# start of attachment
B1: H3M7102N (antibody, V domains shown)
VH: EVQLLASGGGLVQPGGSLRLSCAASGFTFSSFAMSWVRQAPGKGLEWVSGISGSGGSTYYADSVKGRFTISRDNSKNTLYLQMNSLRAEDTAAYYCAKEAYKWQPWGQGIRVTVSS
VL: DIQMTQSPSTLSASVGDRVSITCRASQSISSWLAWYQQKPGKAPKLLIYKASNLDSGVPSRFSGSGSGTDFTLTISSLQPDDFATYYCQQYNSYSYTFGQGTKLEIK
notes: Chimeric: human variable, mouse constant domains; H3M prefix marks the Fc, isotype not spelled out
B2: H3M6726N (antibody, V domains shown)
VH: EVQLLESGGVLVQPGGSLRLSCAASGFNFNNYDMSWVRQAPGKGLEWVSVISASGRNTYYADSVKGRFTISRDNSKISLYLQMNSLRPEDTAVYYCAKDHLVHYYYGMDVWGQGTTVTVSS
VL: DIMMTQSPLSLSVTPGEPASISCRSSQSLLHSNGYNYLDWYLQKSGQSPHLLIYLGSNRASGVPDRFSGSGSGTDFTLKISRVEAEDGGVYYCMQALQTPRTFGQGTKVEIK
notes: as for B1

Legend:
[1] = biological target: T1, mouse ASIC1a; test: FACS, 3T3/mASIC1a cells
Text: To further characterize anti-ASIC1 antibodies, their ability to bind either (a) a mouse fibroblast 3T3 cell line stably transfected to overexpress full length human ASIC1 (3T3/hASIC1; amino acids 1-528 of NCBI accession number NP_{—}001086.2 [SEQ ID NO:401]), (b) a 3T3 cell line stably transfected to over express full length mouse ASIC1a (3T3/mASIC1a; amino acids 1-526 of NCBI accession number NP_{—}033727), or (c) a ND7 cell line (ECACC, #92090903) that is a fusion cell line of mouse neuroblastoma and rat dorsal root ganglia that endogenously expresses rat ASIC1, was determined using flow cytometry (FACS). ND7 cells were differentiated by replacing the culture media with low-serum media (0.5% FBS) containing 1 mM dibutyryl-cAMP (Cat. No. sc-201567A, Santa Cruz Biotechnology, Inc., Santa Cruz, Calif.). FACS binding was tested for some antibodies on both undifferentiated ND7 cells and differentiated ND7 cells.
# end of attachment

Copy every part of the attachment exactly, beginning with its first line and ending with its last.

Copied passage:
B1: H3M7102N (antibody, V domains shown)
VH: EVQLLASGGGLVQPGGSLRLSCAASGFTFSSFAMSWVRQAPGKGLEWVSGISGSGGSTYYADSVKGRFTISRDNSKNTLYLQMNSLRAEDTAAYYCAKEAYKWQPWGQGIRVTVSS
VL: DIQMTQSPSTLSASVGDRVSITCRASQSISSWLAWYQQKPGKAPKLLIYKASNLDSGVPSRFSGSGSGTDFTLTISSLQPDDFATYYCQQYNSYSYTFGQGTKLEIK
notes: Chimeric: human variable, mouse constant domains; H3M prefix marks the Fc, isotype not spelled out
B2: H3M6726N (antibody, V domains shown)
VH: EVQLLESGGVLVQPGGSLRLSCAASGFNFNNYDMSWVRQAPGKGLEWVSVISASGRNTYYADSVKGRFTISRDNSKISLYLQMNSLRPEDTAVYYCAKDHLVHYYYGMDVWGQGTTVTVSS
VL: DIMMTQSPLSLSVTPGEPASISCRSSQSLLHSNGYNYLDWYLQKSGQSPHLLIYLGSNRASGVPDRFSGSGSGTDFTLKISRVEAEDGGVYYCMQALQTPRTFGQGTKVEIK
notes: as for B1

Legend:
[1] = biological target: T1, mouse ASIC1a; test: FACS, 3T3/mASIC1a cells
Text: To further characterize anti-ASIC1 antibodies, their ability to bind either (a) a mouse fibroblast 3T3 cell line stably transfected to overexpress full length human ASIC1 (3T3/hASIC1; amino acids 1-528 of NCBI accession number NP_{—}001086.2 [SEQ ID NO:401]), (b) a 3T3 cell line stably transfected to over express full length mouse ASIC1a (3T3/mASIC1a; amino acids 1-526 of NCBI accession number NP_{—}033727), or (c) a ND7 cell line (ECACC, #92090903) that is a fusion cell line of mouse neuroblastoma and rat dorsal root ganglia that endogenously expresses rat ASIC1, was determined using flow cytometry (FACS). ND7 cells were differentiated by replacing the culture media with low-serum media (0.5% FBS) containing 1 mM dibutyryl-cAMP (Cat. No. sc-201567A, Santa Cruz Biotechnology, Inc., Santa Cruz, Calif.). FACS binding was tested for some antibodies on both undifferentiated ND7 cells and differentiated ND7 cells.